198 F2d 667 Signal Mfg Co v. Kilgore Mfg Co
198 F.2d 667
SIGNAL MFG. CO. et al.
KILGORE MFG. CO.
United States Court of Appeals, Ninth Circuit.
July 28, 1952.
C. A. Miketta, W. W. Glenny, Los Angeles, Cal., for appellants.
Warren H. F. Schmieding, Columbus, Ohio, Allan D. Mockabee, Los Angeles, Cal., for appellee.
Before MATHEWS, HEALY and POPE, Circuit Judges.
MATHEWS, Circuit Judge.
In the United States District Court for the Southern District of California, The Kilgore Manufacturing Company, an Ohio corporation, hereafter sometimes called Kilgore, brought an action against Signal Manufacturing Company, a California corporation, hereafter sometimes called Signal. The complaint1 was in two counts. Count 1 charged Signal with infringing a patent (No. 1,947,834) owned by Kilgore — a patent containing 23 claims. Signal filed an answer and an amended answer and served interrogatories and requests for admissions.2 Kilgore answered the interrogatories and requests for admissions3 and caused four depositions4 to be taken.
Thereafter, on motion of Signal and Charles Schneider, a citizen of California, Schneider was made a party defendant, and Signal and Schneider were permitted to, and did, file a second amended answer, denying that they (Signal and Schneider) infringed the patent,5 alleging that the patent was invalid and praying that the complaint be dismissed. The second amended answer contained a counterclaim denominated as such,6 praying for a declaratory judgment holding the patent invalid and not infringed by Signal and Schneider and for costs and attorneys' fees.
Kilgore replied to the counterclaim,7 a trial was had,8 findings of fact and conclusions of law were stated, and a judgment was entered which held claims 1-9 and 12-23 of the patent invalid,9 dismissed count 2 of the complaint,10 held claims 10 and 11 of the patent valid and infringed by Signal and Schneider, enjoined such infringment, ordered an accounting of profits and damages, purported to dismiss the counterclaim,11 held that Kilgore should recover costs and reserved decision as to other matters. Signal and Schneider have appealed.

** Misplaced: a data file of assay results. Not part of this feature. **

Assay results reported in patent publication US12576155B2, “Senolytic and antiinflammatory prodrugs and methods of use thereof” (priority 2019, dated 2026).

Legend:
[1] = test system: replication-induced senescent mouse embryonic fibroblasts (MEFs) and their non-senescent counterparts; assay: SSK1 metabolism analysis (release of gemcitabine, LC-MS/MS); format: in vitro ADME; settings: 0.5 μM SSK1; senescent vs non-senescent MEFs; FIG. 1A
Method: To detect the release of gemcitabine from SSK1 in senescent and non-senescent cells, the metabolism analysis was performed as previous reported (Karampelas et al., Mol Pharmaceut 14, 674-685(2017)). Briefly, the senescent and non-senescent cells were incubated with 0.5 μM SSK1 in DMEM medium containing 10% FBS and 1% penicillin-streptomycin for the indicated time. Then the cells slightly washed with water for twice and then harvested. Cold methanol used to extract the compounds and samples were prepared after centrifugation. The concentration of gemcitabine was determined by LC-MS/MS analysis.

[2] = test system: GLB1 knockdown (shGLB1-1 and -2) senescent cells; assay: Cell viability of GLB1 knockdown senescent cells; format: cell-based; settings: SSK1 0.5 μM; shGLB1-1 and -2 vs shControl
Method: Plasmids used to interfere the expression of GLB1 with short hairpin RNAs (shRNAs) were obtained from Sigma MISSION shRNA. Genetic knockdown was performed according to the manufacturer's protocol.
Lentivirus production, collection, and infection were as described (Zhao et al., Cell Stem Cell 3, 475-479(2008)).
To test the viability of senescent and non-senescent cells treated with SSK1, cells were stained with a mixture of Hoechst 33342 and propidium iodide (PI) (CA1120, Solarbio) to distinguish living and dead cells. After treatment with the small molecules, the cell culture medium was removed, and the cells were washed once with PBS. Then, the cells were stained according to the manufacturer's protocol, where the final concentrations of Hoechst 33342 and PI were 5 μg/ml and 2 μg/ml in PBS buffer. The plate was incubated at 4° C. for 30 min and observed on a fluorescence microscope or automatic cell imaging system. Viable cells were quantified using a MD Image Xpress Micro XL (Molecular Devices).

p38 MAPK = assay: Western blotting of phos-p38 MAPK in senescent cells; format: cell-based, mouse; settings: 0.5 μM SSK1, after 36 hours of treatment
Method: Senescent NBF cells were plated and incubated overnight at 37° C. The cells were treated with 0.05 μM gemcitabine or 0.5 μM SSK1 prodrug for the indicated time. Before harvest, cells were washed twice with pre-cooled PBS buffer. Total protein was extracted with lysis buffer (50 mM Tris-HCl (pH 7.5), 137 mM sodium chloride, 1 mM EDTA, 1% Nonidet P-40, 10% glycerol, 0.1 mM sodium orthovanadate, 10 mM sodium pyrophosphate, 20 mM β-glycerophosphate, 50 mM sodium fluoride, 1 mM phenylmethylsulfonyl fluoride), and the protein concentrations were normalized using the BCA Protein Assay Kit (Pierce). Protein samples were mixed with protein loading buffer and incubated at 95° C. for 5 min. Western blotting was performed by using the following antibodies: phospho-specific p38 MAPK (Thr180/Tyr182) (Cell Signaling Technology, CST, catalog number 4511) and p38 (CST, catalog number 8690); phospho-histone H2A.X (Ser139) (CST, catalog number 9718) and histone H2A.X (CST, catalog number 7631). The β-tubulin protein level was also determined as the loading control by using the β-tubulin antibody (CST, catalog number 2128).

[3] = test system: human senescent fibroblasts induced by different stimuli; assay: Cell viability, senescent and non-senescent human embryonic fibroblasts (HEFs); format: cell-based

Appellants (Signal and Schneider) do not complain or seek reversal of that part of the judgment which held claims 1-9 and 12-23 of the patent invalid and dismissed count 2 of the complaint. They do complain and seek reversal of other parts of the judgment, their contention being that they should have judgment holding claims 10 and 11 of the patent invalid and not infringed by them and ordering, adjudging and decreeing that appellee (Kilgore) take nothing by the action, and that they recover costs and attorneys' fees.
The patent was applied for by Louis L. Driggs, Jr., and Henry B. Faber on September 19, 1931, was issued to them on February 20, 1934, and was acquired by appellee in July, 1947. The action was brought on October 16, 1947. The judgment was entered on February 1, 1951. The appeal was taken on February 17, 1951. The patent expired on February 20, 1951.12